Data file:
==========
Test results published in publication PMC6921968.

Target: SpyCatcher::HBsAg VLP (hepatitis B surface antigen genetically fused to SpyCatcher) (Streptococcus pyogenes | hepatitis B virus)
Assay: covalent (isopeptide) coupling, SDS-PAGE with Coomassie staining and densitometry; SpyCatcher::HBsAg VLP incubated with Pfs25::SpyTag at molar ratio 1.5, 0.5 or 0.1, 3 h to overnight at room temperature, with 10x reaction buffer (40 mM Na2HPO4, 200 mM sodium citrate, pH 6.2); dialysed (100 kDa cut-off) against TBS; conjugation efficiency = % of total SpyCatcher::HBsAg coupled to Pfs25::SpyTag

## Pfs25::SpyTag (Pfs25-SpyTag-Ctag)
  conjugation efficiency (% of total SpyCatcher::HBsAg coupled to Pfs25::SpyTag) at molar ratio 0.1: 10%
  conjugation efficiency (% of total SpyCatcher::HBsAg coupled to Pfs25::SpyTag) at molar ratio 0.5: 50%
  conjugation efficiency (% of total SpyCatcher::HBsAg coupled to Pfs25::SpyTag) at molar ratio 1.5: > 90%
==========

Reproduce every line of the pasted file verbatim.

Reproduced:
Test results published in publication PMC6921968.

Target: SpyCatcher::HBsAg VLP (hepatitis B surface antigen genetically fused to SpyCatcher) (Streptococcus pyogenes | hepatitis B virus)
Assay: covalent (isopeptide) coupling, SDS-PAGE with Coomassie staining and densitometry; SpyCatcher::HBsAg VLP incubated with Pfs25::SpyTag at molar ratio 1.5, 0.5 or 0.1, 3 h to overnight at room temperature, with 10x reaction buffer (40 mM Na2HPO4, 200 mM sodium citrate, pH 6.2); dialysed (100 kDa cut-off) against TBS; conjugation efficiency = % of total SpyCatcher::HBsAg coupled to Pfs25::SpyTag

## Pfs25::SpyTag (Pfs25-SpyTag-Ctag)
  conjugation efficiency (% of total SpyCatcher::HBsAg coupled to Pfs25::SpyTag) at molar ratio 0.1: 10%
  conjugation efficiency (% of total SpyCatcher::HBsAg coupled to Pfs25::SpyTag) at molar ratio 0.5: 50%
  conjugation efficiency (% of total SpyCatcher::HBsAg coupled to Pfs25::SpyTag) at molar ratio 1.5: > 90%